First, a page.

• Just to clear up a common misconception, I have a press release from Excalibur that says the temperature on the dial most definitely refers to the temperature of the food, NOT the ambient temperature. So, if the dial is set to 105 degrees, the food will definitely reach that temp (and Chris and Zoe’s own checks suggest that it actually gets hotter than that…).

  • Socal, could be…perhaps we’re not meant to live in areas where the temperatures are so high? Did man start off in a desert, or did he travel to those lands? Are they (and any foods they yield) the ideal habitat for man? (Saying that, I’m not sure the cold UK is, either!!) Perhaps, yes, their food is indeed a little ‘cooked’, if it’s that hot, and they haven’t been able to keep it cooler. To what extent are people living in 140 degrees bouncing with health? Do they live long? I don’t know. But what we do know is that there is a lot of research that shows that, at somewhere between 115 and 120, not only do enzymes die, but vitamins and antioxidants start to undergo damage, and even some minerals start to become ‘less usable’ by the body. To what degree will vary by food, but different researchers have all found this temp to be about the cut-off point. So, as I’d guess most on this forum are fortunate enough not to be living at 140 degrees…we might as well eat foods warmed at temperatures that the research suggests maximises the ‘living’ qualities. I did try dehydrating recently at 95, like Chris and Zoe, and crackers worked out fine.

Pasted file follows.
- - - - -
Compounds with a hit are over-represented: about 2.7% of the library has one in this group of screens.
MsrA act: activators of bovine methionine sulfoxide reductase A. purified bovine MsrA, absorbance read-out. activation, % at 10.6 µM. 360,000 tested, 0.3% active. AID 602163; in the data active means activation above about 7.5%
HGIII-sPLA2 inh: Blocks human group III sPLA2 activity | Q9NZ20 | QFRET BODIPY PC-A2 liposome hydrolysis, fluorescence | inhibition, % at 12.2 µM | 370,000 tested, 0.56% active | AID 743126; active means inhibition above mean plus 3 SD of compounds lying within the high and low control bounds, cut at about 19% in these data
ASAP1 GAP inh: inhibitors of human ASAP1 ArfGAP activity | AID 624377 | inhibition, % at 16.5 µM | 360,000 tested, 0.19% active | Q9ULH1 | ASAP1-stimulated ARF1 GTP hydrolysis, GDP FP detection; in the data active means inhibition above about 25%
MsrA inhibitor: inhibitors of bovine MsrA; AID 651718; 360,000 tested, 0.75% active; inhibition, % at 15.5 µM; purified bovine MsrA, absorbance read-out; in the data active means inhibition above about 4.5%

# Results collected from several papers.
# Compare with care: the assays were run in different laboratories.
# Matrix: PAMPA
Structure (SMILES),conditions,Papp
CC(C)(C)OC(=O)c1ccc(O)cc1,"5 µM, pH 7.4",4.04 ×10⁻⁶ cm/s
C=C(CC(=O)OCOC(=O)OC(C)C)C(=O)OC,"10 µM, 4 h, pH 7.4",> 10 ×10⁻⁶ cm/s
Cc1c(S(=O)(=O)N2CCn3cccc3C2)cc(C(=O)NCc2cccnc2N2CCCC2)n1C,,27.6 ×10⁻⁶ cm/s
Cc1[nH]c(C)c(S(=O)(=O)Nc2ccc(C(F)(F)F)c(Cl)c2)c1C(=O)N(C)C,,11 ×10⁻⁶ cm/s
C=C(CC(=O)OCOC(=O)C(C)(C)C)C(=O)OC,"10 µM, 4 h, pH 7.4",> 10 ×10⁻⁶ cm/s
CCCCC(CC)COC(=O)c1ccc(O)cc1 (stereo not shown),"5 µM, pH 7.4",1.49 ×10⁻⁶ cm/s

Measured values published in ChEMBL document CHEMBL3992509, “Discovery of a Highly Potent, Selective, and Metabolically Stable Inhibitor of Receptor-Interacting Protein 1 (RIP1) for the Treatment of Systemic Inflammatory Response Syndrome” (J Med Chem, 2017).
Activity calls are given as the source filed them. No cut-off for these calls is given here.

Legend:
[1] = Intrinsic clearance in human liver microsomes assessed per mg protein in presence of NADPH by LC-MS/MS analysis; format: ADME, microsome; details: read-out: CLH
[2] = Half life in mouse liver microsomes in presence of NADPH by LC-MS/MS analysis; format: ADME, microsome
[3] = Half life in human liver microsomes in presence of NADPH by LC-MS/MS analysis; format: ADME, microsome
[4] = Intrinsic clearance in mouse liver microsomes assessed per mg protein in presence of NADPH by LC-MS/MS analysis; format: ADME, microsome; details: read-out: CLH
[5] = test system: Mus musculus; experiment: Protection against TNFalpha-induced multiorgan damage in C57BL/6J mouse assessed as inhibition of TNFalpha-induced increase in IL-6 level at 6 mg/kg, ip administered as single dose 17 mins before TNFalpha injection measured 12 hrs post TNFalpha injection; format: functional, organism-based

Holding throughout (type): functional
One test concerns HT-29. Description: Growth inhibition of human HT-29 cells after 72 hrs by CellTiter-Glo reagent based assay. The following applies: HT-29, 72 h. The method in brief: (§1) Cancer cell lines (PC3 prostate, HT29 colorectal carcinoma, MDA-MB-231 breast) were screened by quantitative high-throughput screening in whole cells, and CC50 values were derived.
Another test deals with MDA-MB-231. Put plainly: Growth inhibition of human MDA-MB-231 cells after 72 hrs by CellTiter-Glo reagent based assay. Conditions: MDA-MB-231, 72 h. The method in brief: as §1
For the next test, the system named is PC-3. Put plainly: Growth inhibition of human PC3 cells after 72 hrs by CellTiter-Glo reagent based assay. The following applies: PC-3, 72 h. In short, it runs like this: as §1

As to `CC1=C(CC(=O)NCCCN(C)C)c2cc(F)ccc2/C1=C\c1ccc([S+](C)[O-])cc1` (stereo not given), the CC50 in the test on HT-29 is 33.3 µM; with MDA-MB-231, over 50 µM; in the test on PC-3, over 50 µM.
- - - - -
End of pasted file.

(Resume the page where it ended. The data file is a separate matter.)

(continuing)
• chriscarltonchriscarlton Raw Newbie